Facebook overhauls messaging as it pivots to privacy

Facebook CEO Mark Zuckerberg delivers the opening keynote introducing new Facebook, Messenger, WhatsApp, and Instagram privacy features at the Facebook F8 Conference at McEnery Convention Center in San Jose, California on April 30, 2019. (AFP)
Updated 01 May 2019
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Facebook overhauls messaging as it pivots to privacy

  • Facebook Dating will be expanded into 14 new markets, including places in Asia like the Philippines where Facebook has high user growth

SAN JOSE, California: Facebook Inc. debuted an overhaul of its core social network on Tuesday, taking its first concrete steps to refashion itself into a private messaging and e-commerce company as it tries to move past a stream of scandals while tapping new revenue sources.
Chief Executive Mark Zuckerberg unveiled a fresh design for the world’s biggest social network that de-emphasized its News Feed and showcased its messaging app, online marketplace and video-on-demand site.
The company also rolled out features aimed at encouraging users to interact with their close social circle as well as with businesses, such as a “Secret Crush” option for Facebook Dating and a tool for appointment booking.
Zuckerberg in March promised changes to the advertising-driven social media company as it was under regulatory scrutiny over propaganda on its platform and users’ data privacy. Facebook’s News Feed continues to draw ad dollars but user growth in its most lucrative markets has slowed.
“We believe that there is a community for everyone. So we’ve been working on a major evolution to make communities as central as friends,” said Zuckerberg on Tuesday, speaking at Facebook’s annual F8 conference, where the company gives developers a peek at new product releases.
Zuckerberg identified private messaging, short-lasting stories and small groups as the fastest-growing areas of online communication. In the last three years, the number of people using Facebook’s WhatsApp has almost doubled.
The social media company is now working on “LightSpeed” in order to make its Messenger app smaller in size and faster.
Facebook will also introduce Messenger for Mac and Windows and launch a feature called “Product Catalogue” for WhatsApp Business. The desktop version of Messenger will be available this fall.
Later this week, Facebook will run a test in Canada for a major change to its Instagram app that would remove the number of likes on photos as well as video views from users’ feeds, permalink pages and profiles.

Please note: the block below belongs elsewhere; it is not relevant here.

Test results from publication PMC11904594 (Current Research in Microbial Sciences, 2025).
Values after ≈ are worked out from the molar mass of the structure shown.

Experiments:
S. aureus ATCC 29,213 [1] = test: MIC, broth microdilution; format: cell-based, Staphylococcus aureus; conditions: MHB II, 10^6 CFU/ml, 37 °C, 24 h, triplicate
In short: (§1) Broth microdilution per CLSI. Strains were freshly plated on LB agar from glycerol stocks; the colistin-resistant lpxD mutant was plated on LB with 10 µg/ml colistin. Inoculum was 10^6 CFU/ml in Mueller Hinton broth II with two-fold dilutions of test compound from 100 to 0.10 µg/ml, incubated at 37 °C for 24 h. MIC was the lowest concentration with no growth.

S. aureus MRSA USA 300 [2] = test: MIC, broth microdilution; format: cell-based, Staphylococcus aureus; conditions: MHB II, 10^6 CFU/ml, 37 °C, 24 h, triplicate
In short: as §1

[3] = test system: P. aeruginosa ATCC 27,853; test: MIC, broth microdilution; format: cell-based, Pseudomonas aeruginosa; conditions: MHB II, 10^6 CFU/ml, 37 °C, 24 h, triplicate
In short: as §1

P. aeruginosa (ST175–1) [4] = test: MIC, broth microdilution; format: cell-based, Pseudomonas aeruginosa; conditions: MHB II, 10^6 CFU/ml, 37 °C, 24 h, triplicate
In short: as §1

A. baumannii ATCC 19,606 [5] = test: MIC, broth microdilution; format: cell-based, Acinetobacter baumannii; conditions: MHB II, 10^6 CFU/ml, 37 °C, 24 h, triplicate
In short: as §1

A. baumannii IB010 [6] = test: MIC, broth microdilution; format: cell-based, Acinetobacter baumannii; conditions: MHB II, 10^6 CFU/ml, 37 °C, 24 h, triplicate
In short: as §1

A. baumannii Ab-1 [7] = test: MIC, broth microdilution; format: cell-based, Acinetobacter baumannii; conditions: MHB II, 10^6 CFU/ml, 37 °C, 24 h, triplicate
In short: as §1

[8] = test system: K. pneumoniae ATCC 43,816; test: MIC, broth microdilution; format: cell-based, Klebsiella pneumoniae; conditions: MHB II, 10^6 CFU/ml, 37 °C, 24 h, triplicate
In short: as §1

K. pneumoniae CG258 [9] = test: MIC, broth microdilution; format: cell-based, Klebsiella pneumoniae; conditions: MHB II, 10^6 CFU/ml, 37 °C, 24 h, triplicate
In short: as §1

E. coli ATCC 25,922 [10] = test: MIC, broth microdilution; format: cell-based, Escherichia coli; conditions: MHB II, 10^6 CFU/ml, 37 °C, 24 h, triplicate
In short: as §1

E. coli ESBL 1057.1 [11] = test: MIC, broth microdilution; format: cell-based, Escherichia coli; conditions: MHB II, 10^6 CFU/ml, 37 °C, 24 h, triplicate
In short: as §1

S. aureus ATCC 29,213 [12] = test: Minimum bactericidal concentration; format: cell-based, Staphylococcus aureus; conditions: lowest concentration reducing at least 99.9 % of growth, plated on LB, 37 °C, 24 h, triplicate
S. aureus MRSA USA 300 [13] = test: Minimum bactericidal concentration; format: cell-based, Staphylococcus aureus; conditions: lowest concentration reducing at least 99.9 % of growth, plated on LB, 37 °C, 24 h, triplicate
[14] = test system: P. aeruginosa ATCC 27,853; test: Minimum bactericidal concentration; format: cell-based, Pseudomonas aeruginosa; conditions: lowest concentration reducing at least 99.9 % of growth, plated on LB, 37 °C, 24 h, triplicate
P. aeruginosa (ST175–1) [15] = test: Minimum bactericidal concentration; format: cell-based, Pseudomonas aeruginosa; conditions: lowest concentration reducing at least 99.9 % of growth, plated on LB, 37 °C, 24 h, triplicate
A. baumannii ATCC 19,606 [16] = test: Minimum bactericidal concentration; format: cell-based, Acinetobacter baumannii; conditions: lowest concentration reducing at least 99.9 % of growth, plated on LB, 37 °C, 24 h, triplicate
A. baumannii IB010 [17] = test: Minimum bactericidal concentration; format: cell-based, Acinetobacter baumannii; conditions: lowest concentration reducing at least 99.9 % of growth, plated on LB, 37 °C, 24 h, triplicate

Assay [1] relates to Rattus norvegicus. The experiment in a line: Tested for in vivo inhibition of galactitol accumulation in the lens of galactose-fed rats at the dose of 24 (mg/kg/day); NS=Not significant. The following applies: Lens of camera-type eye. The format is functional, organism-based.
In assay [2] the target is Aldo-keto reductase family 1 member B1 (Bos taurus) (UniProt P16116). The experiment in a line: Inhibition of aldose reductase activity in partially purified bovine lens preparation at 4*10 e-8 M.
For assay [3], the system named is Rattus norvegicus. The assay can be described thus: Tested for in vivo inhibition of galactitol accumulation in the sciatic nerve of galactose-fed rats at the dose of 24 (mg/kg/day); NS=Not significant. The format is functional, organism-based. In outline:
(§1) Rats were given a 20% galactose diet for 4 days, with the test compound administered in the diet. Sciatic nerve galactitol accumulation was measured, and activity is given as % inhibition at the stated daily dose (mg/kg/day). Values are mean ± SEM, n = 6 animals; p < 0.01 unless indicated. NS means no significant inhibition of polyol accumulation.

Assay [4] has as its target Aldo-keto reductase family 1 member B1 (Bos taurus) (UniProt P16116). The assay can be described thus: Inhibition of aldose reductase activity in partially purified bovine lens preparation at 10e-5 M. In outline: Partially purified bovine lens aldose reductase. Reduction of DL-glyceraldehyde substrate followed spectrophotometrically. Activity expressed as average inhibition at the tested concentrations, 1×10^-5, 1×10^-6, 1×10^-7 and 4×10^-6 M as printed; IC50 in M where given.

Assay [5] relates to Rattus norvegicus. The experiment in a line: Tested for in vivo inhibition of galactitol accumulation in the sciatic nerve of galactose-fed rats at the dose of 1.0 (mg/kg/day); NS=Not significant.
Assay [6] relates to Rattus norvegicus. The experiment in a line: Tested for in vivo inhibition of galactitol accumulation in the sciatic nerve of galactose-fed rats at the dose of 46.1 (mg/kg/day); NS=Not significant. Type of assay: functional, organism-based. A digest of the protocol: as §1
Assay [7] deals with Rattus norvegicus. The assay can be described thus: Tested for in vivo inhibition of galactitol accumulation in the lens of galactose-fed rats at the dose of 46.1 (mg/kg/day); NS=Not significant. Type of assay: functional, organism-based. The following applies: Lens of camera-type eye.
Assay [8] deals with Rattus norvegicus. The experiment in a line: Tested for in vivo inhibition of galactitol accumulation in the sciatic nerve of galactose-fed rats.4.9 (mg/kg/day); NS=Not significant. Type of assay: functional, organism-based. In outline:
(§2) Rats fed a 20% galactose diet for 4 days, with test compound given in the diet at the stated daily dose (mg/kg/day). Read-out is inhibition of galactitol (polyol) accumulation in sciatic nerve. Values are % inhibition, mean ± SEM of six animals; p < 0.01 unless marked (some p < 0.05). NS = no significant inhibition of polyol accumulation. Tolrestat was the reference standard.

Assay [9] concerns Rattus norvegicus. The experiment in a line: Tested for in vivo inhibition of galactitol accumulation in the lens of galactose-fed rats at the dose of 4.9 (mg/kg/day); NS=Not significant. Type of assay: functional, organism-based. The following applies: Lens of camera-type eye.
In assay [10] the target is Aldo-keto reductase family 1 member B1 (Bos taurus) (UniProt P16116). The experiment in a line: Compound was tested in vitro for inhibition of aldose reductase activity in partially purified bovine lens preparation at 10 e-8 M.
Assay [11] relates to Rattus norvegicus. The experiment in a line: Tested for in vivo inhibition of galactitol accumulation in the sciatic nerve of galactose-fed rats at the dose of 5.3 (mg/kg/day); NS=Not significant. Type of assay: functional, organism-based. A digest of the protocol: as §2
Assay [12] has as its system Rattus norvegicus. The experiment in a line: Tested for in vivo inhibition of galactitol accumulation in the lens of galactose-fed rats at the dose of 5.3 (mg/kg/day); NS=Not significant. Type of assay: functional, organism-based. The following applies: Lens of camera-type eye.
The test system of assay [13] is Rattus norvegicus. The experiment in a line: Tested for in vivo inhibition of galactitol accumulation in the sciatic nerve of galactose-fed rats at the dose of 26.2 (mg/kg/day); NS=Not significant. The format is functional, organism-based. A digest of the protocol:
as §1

Facebook had delayed rolling out certain products at last year’s F8 event, which came soon after revelations it inappropriately shared information belonging to 87 million users with now-defunct British political consulting firm Cambridge Analytica.
“I know that we don’t exactly have the strongest reputation on privacy right now, to put it lightly,” Zuckerberg said on Tuesday.
Other Facebook executives introduced changes within the Messenger and Instagram apps aimed at helping businesses connect with customers, including appointment booking and enhanced shopping features as well as a tool to lure customers into direct conversations with companies via ads.
The online ad market is largely dominated by Facebook and Alphabet Inc’s Google. But the field is more diverse for messaging, e-commerce and payments, with big players like Amazon.com Inc, Microsoft Corp. and eBay Inc. as well as fast-growing Silicon Valley unicorns like workplace messaging app Slack and video conferencing service Zoom Video Communications Inc.
“We’ve shown time and again as a company that we have what it takes to evolve,” Zuckerberg said.
Facebook shares were trading down 0.3 percent on Tuesday.

MAKING MONEY
Facebook pulled in nearly $56 billion in revenue last year, almost of all which came from showing ads to the 2.7 billion people who access its family of apps each month.
But Facebook is no longer adding many new users in the United States and Europe, its most lucrative markets, and it must find additional sources of revenue if it is to sustain growth.
The product releases at F8 indicated that its answer involves efforts to keep users on its apps for longer, coupled with e-commerce tools Facebook is hoping businesses will pay to use.
Features that drive the most user engagement, like Stories and videos, are being decked out with new tools and given increased prominence across the platforms.
One new feature will allow users to watch videos together in Messenger, while also viewing each other’s reactions in simultaneous texts and video chats.